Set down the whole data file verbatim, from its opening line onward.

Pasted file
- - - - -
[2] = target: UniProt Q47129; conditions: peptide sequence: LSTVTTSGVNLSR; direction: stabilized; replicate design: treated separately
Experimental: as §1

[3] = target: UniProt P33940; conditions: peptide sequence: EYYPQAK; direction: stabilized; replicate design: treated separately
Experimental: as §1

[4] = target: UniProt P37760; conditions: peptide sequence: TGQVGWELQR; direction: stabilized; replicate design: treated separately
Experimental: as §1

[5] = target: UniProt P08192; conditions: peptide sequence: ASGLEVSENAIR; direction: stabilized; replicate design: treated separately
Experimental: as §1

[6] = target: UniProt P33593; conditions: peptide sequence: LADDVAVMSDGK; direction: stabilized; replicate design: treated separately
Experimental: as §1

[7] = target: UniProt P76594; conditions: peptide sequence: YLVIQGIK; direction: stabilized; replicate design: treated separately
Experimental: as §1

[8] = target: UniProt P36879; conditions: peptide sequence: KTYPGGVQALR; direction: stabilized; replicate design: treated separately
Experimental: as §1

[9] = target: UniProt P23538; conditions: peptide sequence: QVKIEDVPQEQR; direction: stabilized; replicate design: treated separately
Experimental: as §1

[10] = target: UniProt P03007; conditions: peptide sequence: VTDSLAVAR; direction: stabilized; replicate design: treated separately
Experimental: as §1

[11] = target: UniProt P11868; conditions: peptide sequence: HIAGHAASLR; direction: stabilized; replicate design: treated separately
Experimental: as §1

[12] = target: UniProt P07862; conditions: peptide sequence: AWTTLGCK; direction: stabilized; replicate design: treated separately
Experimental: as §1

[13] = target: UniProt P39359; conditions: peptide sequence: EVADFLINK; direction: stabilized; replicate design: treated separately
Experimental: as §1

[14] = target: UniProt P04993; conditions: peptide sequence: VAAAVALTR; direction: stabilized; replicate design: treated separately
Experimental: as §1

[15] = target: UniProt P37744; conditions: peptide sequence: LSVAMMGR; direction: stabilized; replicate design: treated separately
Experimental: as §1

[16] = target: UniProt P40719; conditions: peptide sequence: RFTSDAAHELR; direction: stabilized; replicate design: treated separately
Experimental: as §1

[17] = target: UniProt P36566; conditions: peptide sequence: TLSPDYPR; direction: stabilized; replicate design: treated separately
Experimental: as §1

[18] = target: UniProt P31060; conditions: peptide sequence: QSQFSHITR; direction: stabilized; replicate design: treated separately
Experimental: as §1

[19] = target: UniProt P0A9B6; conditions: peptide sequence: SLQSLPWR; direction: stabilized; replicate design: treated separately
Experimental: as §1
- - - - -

[2] = target: UniProt Q47129; conditions: peptide sequence: LSTVTTSGVNLSR; direction: stabilized; replicate design: treated separately
Experimental: as §1

[3] = target: UniProt P33940; conditions: peptide sequence: EYYPQAK; direction: stabilized; replicate design: treated separately
Experimental: as §1

[4] = target: UniProt P37760; conditions: peptide sequence: TGQVGWELQR; direction: stabilized; replicate design: treated separately
Experimental: as §1

[5] = target: UniProt P08192; conditions: peptide sequence: ASGLEVSENAIR; direction: stabilized; replicate design: treated separately
Experimental: as §1

[6] = target: UniProt P33593; conditions: peptide sequence: LADDVAVMSDGK; direction: stabilized; replicate design: treated separately
Experimental: as §1

[7] = target: UniProt P76594; conditions: peptide sequence: YLVIQGIK; direction: stabilized; replicate design: treated separately
Experimental: as §1

[8] = target: UniProt P36879; conditions: peptide sequence: KTYPGGVQALR; direction: stabilized; replicate design: treated separately
Experimental: as §1

[9] = target: UniProt P23538; conditions: peptide sequence: QVKIEDVPQEQR; direction: stabilized; replicate design: treated separately
Experimental: as §1

[10] = target: UniProt P03007; conditions: peptide sequence: VTDSLAVAR; direction: stabilized; replicate design: treated separately
Experimental: as §1

[11] = target: UniProt P11868; conditions: peptide sequence: HIAGHAASLR; direction: stabilized; replicate design: treated separately
Experimental: as §1

[12] = target: UniProt P07862; conditions: peptide sequence: AWTTLGCK; direction: stabilized; replicate design: treated separately
Experimental: as §1

[13] = target: UniProt P39359; conditions: peptide sequence: EVADFLINK; direction: stabilized; replicate design: treated separately
Experimental: as §1

[14] = target: UniProt P04993; conditions: peptide sequence: VAAAVALTR; direction: stabilized; replicate design: treated separately
Experimental: as §1

[15] = target: UniProt P37744; conditions: peptide sequence: LSVAMMGR; direction: stabilized; replicate design: treated separately
Experimental: as §1

[16] = target: UniProt P40719; conditions: peptide sequence: RFTSDAAHELR; direction: stabilized; replicate design: treated separately
Experimental: as §1

[17] = target: UniProt P36566; conditions: peptide sequence: TLSPDYPR; direction: stabilized; replicate design: treated separately
Experimental: as §1

[18] = target: UniProt P31060; conditions: peptide sequence: QSQFSHITR; direction: stabilized; replicate design: treated separately
Experimental: as §1

[19] = target: UniProt P0A9B6; conditions: peptide sequence: SLQSLPWR; direction: stabilized; replicate design: treated separately
Experimental: as §1